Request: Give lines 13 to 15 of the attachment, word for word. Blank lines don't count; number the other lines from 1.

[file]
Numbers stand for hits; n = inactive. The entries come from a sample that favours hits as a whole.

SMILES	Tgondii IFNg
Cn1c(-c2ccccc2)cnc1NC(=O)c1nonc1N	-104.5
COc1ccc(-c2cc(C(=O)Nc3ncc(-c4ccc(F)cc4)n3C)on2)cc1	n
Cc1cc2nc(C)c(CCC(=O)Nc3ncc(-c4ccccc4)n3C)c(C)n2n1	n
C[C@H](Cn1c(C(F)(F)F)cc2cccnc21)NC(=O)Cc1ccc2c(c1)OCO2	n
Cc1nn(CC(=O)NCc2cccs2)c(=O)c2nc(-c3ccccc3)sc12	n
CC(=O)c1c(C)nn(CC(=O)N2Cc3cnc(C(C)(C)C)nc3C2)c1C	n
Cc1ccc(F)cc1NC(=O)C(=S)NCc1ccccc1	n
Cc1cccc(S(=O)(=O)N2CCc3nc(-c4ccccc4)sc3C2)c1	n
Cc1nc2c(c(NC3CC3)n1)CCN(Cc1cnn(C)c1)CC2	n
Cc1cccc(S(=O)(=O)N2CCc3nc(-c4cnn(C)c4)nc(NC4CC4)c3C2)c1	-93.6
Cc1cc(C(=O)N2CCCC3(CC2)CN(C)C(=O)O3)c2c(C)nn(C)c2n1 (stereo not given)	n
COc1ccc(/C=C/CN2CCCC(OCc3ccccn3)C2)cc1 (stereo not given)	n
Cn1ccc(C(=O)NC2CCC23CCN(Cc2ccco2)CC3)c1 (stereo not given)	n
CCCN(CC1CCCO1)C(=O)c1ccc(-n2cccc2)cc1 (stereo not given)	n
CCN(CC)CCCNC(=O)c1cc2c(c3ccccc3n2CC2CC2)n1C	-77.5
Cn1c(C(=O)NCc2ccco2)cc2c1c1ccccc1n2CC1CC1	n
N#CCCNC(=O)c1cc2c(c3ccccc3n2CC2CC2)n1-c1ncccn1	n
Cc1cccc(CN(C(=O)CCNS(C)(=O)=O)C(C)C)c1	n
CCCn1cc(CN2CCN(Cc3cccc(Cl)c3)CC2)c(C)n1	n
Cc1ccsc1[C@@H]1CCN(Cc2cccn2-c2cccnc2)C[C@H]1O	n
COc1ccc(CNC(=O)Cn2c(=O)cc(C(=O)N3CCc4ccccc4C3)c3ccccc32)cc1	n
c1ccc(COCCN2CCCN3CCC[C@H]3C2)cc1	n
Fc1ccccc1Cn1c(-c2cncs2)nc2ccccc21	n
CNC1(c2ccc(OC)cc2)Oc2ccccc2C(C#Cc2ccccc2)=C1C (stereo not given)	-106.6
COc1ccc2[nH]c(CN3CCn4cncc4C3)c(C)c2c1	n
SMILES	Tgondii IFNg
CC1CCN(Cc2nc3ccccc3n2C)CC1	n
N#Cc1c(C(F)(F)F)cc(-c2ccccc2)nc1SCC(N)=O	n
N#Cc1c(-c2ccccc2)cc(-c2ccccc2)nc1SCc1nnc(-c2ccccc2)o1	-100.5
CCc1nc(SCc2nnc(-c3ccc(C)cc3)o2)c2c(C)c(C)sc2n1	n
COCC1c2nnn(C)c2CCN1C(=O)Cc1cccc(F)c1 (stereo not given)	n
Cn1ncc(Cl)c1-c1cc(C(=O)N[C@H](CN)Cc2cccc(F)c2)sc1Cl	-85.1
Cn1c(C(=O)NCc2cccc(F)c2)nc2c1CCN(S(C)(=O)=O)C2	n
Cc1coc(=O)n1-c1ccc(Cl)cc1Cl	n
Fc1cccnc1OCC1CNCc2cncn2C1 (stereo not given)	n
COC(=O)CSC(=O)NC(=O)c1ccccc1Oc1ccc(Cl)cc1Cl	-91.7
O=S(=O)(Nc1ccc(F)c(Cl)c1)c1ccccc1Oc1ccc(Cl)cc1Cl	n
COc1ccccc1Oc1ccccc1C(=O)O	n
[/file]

Cc1cc(C(=O)N2CCCC3(CC2)CN(C)C(=O)O3)c2c(C)nn(C)c2n1 (stereo not given)	n
COc1ccc(/C=C/CN2CCCC(OCc3ccccn3)C2)cc1 (stereo not given)	n
Cn1ccc(C(=O)NC2CCC23CCN(Cc2ccco2)CC3)c1 (stereo not given)	n